Thomas has been through a 25-year journey to accept his ever-changing skin and to thrive in it. Thomas radiates happiness – proof of his emphasis on staying positive to maintain his mental health.

As an entertainment reporter with Fox 2 News in Detroit, Thomas interviews celebrities for a living.

“It’s easy to look at someone from the outside and say, man, they’re living their best life,” Thomas said. “My job seems like it’s a perfect life. But behind the scenes, I’ve always had to deal with this.”

Thomas spoke about living with vitiligo and his journey to acceptance to Blue Cross Blue Shield of Michigan employees on Jan. 22. His appearance at Blue Cross was coordinated by the Diversity and Inclusion department and is one of the numerous sessions that are held for employees throughout the year to learn about different cultures, communities, generations, work styles, and perspectives. His message of self-awareness, acceptance of self and others, and education resonate with the Diversity and Inclusion team’s Be Inclusive campaign to learn about, recognize and embrace individual identities.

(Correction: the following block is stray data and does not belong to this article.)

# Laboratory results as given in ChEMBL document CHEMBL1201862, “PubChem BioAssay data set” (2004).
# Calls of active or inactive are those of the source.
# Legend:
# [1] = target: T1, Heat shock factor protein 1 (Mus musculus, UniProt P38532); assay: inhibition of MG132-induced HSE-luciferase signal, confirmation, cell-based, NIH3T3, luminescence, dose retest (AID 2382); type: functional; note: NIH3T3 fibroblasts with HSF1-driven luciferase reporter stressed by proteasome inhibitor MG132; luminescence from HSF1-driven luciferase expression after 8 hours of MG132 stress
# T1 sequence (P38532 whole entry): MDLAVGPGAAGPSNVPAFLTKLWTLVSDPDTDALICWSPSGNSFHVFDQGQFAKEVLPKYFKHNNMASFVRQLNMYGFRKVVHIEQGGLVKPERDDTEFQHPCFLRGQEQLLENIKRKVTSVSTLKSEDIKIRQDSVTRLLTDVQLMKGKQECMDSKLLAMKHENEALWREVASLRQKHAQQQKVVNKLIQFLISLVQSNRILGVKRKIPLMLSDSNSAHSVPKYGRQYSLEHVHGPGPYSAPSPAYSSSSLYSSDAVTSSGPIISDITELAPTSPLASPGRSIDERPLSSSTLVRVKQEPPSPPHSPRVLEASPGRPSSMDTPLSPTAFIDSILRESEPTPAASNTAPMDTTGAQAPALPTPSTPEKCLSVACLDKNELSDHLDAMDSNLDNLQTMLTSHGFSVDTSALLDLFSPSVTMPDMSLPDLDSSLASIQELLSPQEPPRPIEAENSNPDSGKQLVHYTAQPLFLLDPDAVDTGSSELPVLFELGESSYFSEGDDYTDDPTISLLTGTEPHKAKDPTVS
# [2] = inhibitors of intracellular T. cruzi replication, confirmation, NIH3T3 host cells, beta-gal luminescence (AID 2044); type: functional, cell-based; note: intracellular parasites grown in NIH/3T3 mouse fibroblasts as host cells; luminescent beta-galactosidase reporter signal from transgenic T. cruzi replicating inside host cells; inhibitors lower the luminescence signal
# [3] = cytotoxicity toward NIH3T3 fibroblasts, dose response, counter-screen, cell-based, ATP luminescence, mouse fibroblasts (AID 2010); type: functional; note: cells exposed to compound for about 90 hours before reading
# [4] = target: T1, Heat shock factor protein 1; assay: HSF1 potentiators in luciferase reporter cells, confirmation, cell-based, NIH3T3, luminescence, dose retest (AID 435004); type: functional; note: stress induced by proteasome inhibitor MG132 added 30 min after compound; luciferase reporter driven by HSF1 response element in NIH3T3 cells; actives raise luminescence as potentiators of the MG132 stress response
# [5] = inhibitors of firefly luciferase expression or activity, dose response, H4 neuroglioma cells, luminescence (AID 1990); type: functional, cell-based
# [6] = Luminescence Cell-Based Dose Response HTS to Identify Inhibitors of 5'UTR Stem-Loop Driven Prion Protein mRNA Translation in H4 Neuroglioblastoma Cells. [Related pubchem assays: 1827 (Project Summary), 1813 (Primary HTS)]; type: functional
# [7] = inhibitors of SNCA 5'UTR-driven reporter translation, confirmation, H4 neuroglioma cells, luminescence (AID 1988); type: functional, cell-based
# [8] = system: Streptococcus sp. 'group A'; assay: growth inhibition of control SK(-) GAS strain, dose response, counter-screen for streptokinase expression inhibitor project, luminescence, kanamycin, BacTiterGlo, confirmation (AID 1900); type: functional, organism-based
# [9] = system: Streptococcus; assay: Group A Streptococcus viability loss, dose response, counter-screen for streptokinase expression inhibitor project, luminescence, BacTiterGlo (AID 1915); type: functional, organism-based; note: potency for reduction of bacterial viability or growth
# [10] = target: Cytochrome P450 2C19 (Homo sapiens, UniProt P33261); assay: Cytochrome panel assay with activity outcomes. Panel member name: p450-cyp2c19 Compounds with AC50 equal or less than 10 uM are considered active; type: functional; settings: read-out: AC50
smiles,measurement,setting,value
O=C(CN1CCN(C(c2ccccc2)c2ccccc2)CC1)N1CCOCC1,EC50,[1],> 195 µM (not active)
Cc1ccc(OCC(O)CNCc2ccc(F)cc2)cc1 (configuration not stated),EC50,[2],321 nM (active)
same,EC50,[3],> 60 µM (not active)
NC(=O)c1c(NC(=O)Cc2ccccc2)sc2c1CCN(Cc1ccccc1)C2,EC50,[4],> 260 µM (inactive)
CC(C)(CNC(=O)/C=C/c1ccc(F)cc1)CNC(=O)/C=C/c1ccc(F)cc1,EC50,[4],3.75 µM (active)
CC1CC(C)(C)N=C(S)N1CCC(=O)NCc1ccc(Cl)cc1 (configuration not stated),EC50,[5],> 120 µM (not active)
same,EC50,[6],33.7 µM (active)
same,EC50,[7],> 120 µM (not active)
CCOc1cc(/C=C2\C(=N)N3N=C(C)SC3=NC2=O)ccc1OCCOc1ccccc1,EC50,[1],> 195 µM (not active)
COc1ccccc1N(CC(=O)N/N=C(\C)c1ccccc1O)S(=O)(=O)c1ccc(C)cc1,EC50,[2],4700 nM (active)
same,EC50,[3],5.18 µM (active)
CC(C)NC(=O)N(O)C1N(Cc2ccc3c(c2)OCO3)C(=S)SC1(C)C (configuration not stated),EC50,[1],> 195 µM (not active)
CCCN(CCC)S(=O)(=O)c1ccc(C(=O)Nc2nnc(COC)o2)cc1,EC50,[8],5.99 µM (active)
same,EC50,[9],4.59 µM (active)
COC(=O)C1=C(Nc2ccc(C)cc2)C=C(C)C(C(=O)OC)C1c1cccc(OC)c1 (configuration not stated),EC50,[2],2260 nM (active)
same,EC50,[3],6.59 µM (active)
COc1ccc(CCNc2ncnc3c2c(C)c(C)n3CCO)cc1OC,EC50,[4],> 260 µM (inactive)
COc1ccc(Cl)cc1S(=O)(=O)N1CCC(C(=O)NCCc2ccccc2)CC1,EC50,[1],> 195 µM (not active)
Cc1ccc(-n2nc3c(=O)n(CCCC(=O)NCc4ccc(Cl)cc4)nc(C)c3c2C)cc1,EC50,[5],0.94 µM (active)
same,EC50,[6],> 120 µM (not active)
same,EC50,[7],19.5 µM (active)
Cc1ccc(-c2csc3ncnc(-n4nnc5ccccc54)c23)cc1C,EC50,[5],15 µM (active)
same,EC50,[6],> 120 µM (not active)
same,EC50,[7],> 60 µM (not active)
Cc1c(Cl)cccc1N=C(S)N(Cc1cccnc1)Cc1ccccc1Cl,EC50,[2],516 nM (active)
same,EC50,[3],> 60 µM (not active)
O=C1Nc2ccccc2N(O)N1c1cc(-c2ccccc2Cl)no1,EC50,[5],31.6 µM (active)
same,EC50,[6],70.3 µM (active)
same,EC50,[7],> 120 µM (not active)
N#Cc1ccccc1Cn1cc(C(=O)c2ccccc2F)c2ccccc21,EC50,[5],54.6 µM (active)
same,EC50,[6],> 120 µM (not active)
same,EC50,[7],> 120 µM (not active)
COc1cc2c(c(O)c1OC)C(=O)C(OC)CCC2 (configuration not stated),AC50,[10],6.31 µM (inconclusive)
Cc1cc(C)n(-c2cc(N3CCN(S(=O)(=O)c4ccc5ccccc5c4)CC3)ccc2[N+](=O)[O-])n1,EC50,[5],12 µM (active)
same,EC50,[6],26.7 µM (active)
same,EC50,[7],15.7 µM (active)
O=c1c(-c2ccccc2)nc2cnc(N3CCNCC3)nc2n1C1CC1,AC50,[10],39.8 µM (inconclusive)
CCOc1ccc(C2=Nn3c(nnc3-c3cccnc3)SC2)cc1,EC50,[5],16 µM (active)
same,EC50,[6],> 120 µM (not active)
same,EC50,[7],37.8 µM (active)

As he started his journey, instead of becoming angry at the way people reacted to his appearance, Thomas tried being patient: pausing in the moment to understand the perspective of the other person.

“I couldn’t allow myself to become angered, or a shut-in, or a person who didn’t deal with people – because that was my chosen profession,” Thomas said. “I had to be patient.”

The energy each person brings to a situation is powerful, Thomas said, explaining how he chooses to manage his thoughts to stay positive.

“Try to control your thoughts and manage your thoughts,” Thomas said. “Let it linger for five minutes – and see if there is something I can learn about what I did.”

Now Thomas spreads awareness about vitiligo and more recently started sharing how he has been able to overcome the mental hurdles to stay positive and keep negative interactions from affecting his life.

“I am not my disease. I am just a guy who has it,” Thomas said.


Photo credit: Monica A. Drake